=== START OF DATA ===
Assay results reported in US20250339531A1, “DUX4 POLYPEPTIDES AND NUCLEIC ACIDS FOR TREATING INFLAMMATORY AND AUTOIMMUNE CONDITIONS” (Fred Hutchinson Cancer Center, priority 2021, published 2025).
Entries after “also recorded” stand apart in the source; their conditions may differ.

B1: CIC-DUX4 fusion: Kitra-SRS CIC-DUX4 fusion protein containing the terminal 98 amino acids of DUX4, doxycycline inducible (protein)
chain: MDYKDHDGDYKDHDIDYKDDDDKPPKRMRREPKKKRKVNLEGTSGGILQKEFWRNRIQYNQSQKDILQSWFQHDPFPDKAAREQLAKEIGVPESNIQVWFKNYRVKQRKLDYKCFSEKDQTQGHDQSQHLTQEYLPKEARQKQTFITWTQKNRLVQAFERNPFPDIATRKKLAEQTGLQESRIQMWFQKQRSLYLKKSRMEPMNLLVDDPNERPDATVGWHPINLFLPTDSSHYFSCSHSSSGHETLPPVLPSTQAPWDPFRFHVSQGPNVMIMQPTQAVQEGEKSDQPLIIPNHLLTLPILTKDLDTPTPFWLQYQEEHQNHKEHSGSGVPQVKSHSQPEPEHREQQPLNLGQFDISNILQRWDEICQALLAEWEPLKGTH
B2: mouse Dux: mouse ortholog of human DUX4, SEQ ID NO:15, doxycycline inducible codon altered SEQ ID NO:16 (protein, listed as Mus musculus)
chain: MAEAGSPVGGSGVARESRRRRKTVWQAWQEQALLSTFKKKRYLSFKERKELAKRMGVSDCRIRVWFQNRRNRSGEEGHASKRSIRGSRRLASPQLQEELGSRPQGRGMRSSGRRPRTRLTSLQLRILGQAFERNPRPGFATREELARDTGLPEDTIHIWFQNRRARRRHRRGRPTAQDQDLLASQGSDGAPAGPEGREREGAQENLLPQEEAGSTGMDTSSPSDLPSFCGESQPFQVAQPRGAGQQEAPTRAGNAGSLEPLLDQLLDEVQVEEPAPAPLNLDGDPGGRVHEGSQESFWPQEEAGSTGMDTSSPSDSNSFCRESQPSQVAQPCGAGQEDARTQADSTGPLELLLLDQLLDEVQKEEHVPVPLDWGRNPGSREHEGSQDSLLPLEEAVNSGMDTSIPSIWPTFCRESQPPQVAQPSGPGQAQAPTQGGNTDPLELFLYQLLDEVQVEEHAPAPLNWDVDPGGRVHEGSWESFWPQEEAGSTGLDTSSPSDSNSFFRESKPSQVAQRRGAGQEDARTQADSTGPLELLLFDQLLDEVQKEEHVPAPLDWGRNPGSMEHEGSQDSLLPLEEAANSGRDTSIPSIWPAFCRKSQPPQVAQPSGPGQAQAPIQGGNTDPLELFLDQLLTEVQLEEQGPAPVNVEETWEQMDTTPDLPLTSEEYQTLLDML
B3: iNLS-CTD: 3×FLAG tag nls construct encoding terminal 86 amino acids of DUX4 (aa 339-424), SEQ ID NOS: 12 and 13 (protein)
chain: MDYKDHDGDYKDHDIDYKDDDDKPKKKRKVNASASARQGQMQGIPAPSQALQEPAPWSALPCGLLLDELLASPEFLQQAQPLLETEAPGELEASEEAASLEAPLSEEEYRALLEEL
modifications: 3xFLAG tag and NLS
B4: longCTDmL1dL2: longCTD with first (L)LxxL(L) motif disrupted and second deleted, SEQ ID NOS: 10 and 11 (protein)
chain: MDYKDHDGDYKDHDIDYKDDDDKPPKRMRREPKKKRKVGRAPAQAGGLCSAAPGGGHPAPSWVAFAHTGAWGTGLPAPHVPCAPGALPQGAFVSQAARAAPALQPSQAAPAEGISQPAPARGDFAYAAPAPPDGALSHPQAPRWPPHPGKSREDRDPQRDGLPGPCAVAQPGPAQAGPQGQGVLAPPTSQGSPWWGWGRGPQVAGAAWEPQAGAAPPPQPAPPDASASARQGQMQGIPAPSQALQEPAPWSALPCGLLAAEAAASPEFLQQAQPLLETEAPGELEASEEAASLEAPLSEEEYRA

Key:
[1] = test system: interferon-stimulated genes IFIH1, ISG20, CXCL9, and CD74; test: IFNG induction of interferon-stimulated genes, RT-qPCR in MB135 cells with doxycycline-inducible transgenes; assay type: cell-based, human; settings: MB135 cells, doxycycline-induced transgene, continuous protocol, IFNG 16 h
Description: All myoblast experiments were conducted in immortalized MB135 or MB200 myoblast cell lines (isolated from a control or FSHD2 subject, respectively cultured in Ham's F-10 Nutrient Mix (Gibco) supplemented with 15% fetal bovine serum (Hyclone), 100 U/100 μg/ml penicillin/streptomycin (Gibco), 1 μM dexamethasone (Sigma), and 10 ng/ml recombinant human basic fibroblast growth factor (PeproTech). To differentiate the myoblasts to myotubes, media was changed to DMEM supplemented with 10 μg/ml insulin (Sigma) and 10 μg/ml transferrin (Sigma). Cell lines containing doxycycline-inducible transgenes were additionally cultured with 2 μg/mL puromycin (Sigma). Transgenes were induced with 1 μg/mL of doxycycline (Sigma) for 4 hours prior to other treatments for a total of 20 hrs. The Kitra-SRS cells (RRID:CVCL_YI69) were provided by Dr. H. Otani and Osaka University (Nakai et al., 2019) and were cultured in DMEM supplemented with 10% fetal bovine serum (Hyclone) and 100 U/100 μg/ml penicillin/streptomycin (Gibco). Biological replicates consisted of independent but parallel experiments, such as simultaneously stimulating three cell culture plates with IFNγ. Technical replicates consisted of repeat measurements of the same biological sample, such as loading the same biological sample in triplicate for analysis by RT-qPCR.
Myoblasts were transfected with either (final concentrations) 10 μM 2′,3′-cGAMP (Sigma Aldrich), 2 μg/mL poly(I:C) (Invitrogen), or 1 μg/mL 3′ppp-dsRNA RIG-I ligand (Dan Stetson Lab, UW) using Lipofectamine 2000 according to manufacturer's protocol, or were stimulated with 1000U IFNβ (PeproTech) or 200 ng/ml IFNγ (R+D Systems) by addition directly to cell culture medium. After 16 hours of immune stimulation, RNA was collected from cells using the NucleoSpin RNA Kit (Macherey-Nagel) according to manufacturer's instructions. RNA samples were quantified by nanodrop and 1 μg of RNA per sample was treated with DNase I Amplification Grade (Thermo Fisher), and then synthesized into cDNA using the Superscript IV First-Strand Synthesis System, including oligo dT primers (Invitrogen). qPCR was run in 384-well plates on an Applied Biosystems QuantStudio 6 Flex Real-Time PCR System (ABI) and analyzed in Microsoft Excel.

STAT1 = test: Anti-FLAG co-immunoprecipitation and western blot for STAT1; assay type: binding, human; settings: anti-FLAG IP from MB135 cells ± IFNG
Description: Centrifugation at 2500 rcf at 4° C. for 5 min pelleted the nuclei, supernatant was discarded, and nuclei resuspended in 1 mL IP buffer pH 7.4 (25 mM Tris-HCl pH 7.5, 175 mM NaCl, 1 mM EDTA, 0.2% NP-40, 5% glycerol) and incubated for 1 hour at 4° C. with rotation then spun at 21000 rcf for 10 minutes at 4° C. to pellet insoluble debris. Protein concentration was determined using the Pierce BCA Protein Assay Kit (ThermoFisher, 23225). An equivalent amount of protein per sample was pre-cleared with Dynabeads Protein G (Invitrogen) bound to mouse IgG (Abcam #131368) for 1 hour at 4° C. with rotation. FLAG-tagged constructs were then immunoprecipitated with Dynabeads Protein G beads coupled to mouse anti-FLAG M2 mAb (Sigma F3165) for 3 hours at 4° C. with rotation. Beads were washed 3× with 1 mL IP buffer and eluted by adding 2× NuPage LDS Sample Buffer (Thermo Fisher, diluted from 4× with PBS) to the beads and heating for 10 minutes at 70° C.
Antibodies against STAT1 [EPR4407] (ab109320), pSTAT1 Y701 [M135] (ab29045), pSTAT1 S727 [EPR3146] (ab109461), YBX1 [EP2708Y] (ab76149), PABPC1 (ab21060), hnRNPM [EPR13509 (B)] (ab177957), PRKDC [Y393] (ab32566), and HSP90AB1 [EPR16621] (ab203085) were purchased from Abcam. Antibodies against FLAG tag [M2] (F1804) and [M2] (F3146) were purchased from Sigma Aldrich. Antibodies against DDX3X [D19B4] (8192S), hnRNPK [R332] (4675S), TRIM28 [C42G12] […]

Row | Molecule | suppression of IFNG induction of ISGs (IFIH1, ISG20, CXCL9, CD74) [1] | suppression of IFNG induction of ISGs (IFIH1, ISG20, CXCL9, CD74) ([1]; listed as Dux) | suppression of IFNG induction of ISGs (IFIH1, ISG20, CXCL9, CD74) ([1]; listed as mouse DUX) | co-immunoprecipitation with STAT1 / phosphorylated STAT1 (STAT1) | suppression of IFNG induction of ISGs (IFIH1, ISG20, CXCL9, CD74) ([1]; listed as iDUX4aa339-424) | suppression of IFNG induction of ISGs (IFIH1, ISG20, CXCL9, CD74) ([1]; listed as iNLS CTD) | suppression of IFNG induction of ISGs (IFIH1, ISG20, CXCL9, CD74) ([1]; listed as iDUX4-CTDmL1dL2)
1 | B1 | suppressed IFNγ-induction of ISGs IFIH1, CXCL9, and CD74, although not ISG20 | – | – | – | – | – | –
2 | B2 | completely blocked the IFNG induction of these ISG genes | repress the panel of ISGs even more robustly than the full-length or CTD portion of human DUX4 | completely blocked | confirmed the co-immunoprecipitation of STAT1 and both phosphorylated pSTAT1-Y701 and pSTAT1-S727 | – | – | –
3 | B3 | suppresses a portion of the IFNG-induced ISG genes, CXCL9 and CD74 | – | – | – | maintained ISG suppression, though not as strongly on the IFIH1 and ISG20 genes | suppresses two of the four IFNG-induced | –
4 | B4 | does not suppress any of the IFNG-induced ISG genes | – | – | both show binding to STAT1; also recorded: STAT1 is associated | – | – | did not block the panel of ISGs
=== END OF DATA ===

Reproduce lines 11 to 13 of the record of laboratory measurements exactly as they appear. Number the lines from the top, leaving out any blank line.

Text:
chain: MDYKDHDGDYKDHDIDYKDDDDKPPKRMRREPKKKRKVGRAPAQAGGLCSAAPGGGHPAPSWVAFAHTGAWGTGLPAPHVPCAPGALPQGAFVSQAARAAPALQPSQAAPAEGISQPAPARGDFAYAAPAPPDGALSHPQAPRWPPHPGKSREDRDPQRDGLPGPCAVAQPGPAQAGPQGQGVLAPPTSQGSPWWGWGRGPQVAGAAWEPQAGAAPPPQPAPPDASASARQGQMQGIPAPSQALQEPAPWSALPCGLLAAEAAASPEFLQQAQPLLETEAPGELEASEEAASLEAPLSEEEYRA

Key:
[1] = test system: interferon-stimulated genes IFIH1, ISG20, CXCL9, and CD74; test: IFNG induction of interferon-stimulated genes, RT-qPCR in MB135 cells with doxycycline-inducible transgenes; assay type: cell-based, human; settings: MB135 cells, doxycycline-induced transgene, continuous protocol, IFNG 16 h